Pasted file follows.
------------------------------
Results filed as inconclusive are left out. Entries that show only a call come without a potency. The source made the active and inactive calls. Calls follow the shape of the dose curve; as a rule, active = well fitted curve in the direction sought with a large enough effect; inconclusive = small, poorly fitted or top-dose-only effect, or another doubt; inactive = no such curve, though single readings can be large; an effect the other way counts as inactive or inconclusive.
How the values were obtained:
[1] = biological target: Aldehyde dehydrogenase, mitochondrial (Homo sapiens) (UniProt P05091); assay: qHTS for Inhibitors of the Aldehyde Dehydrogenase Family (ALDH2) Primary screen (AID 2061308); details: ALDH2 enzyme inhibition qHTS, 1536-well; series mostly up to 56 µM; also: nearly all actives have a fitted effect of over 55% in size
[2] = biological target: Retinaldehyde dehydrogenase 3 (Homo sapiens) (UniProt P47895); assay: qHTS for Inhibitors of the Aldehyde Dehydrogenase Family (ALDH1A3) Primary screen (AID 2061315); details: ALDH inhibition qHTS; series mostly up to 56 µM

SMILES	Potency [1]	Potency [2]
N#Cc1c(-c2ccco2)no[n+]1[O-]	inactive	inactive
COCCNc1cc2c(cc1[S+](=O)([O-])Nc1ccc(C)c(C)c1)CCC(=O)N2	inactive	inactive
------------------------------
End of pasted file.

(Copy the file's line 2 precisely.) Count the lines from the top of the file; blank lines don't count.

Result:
How the values were obtained: